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- April 05, 2010
- Vol. 73
- No. 13
Joey McIntyre 'He Won't Miss a Beat'
The Singer is Managing His Son's Severe Hearing Loss Step by Step
Dec. 13, 2009
7 lbs. 10 oz.
When Dad's a pop star, every minute of the day comes with a soundtrack. "There's always music in the house," says New Kids on the Block's Joey McIntyre, who lives in L.A. with his wife, Barrett, and their sons Griffin, 2, and Rhys, 3 months. But from the day he came home, the youngest McIntyre has heard little of it. Rhys failed a routine hearing test at the hospital after he was born on Dec. 13, and extensive follow-up tests at UCLA showed that he had severe hearing loss. Says Barrett: "What's wild is we will never really know how [anything] sounds for him."
When the McIntyres got the diagnosis two days before Christmas, "We went through a full range of emotions," says Barrett, 31. "As a mother you want to protect your kids. I thought, 'How could I let this happen?' I felt responsible." But as with most cases, there is no known cause of Rhys' hearing problems. "You're just shocked, and your stomach gets in knots," says McIntyre, 37. "It feels like you're holding your breath. And that feeling lasted for a few days, until you get educated. You go from 'Oh my God'-fearing that someday my son might be walking into the street and I'm calling after him and he's not going to hear me-to 'It's going to be okay' to 'It's going to be amazing.' His life is going to be as special as Griffin's. There's just work involved."
Doctors say Rhys' condition will not get better over time, but how he processes sounds can be improved. "We're being totally proactive about the situation," says McIntyre. That meant signing up for speech therapy and getting Rhys fitted for hearing aids in both ears when he was just a month old. "You put his hearing aids in, and his little eyes just widen," says Rhys' auditory verbal therapist Sylvia Rotfleisch. "He's so tuned in."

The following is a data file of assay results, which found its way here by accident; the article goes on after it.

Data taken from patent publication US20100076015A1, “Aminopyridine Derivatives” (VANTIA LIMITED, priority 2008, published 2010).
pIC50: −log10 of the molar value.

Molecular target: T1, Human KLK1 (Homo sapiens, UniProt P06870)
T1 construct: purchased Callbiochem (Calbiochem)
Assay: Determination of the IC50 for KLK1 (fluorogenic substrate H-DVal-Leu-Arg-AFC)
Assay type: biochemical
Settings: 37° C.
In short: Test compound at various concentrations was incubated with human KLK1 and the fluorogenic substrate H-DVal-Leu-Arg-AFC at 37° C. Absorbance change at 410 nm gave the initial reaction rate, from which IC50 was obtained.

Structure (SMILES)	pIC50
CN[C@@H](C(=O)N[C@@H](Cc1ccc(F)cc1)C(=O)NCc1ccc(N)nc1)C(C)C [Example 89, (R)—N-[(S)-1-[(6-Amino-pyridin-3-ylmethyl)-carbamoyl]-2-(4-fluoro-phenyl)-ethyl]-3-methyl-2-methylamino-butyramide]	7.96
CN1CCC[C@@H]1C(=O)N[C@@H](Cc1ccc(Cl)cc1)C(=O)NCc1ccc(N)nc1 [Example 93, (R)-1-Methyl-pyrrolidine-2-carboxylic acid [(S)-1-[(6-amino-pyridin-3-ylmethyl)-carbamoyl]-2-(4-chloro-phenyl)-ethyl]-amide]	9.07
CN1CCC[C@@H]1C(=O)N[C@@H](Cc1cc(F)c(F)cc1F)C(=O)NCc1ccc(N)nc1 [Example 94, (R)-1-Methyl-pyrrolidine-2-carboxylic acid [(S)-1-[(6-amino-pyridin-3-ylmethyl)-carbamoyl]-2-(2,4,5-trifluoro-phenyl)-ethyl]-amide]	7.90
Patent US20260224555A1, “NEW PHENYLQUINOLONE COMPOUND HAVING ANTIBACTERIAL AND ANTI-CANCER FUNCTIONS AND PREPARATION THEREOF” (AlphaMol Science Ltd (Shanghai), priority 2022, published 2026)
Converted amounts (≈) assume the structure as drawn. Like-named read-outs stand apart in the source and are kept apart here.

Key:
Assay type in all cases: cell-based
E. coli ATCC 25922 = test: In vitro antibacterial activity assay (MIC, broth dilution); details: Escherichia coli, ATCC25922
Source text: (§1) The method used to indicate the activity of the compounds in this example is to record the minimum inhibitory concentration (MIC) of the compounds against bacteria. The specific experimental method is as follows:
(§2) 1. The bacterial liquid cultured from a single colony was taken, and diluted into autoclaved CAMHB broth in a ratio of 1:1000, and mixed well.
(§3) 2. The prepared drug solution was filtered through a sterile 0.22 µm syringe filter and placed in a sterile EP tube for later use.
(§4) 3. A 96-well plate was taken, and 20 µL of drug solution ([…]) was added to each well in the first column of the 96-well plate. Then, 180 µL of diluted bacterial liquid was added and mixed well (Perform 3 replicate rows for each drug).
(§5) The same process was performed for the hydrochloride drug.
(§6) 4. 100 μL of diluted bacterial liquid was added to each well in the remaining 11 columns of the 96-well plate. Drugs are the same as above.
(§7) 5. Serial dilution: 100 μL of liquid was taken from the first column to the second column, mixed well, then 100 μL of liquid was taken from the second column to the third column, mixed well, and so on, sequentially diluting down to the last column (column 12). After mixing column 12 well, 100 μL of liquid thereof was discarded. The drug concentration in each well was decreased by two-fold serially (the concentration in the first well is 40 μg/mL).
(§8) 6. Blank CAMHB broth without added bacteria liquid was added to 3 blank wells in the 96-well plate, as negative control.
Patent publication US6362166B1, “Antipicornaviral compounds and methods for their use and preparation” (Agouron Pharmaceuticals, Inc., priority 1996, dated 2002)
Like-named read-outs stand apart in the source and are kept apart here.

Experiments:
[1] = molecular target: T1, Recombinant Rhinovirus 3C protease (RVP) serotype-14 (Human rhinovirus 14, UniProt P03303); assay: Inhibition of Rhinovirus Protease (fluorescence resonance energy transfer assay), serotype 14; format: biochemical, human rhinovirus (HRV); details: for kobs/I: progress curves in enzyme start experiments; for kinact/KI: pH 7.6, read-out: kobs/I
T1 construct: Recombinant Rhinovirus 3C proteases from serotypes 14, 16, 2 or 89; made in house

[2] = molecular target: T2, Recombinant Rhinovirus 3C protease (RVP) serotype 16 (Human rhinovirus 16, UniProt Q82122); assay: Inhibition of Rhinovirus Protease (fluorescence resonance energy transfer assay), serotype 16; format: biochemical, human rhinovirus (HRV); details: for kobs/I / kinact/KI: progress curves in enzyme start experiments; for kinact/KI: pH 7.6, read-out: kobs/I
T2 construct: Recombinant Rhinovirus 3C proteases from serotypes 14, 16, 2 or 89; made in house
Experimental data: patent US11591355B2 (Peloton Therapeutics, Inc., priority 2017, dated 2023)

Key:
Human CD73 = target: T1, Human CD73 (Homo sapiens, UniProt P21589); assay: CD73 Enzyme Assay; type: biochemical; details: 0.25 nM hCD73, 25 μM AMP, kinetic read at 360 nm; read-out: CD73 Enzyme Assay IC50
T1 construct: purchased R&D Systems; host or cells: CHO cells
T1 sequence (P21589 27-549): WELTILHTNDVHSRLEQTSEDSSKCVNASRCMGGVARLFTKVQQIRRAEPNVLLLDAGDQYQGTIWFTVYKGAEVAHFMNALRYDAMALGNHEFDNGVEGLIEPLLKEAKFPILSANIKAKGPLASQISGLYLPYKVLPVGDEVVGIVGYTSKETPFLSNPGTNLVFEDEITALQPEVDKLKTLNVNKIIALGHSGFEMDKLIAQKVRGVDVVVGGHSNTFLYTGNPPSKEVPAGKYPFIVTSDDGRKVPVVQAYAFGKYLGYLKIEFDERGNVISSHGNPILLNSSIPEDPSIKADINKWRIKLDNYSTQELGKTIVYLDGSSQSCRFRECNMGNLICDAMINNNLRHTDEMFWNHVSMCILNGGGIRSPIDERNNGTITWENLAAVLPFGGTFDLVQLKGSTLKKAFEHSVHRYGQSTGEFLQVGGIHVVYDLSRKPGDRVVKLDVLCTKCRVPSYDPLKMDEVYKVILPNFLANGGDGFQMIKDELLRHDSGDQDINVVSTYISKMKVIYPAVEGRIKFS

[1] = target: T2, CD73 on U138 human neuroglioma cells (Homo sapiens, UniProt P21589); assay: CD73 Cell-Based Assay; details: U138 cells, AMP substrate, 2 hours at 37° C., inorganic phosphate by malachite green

The weekly therapy sessions with Rotfleisch have become family bonding time, as Rhys' parents hold him and make particular sounds to elicit coos and other noises from him. "It does enrich your life," says McIntyre. The first time he responded to these sounds, Mom and Dad had tears in their eyes. "He knows our voices now," says Barrett. "He's doing all the things he should be for a baby his age, and that's beautiful. It's all of the things you take for granted."
They won't know for at least another nine months whether Rhys will need cochlear implants (electronic devices surgically inserted behind the ear), but no matter what happens, they're optimistic. "A family friend has a 5-year-old girl with hearing loss, and she goes to the same school as her sister," says McIntyre. "Just to learn that was like a burst of sunlight. Will Rhys hear as finely as we do? I'm not sure. But he'll be able to come to one of my shows and take it in [in his own way]."
While they were thrilled to learn that they will be able to "do everything together as a family," says Barrett, the McIntyres do think about how other kids will treat Rhys when he's older. Barrett feels his temperament will only help. "He's really easy-going; he has that chill vibe," she says. "Rhys' hearing loss won't stop him from doing anything. That's not to say his first day of school or when he goes to high school, I won't be sick: It's hard enough to go to school with curly hair and a zit. But he'll be so cool that hopefully he won't have a problem with it."
For now, the couple revel in family moments like 6 a.m. breakfasts, when Gene Kelly's "Singin' in the Rain" is on, Griffin and Mom are dusty with flour from making waffles, and Dad skims the newspaper and talks to baby Rhys. "It gets better and better," says McIntyre, who recently released his fifth solo album, Here We Go Again, and hits the road with New Kids in May. "This is the fabric of life. And I can't imagine mine without this, because Rhys is awesome and perfect and great."
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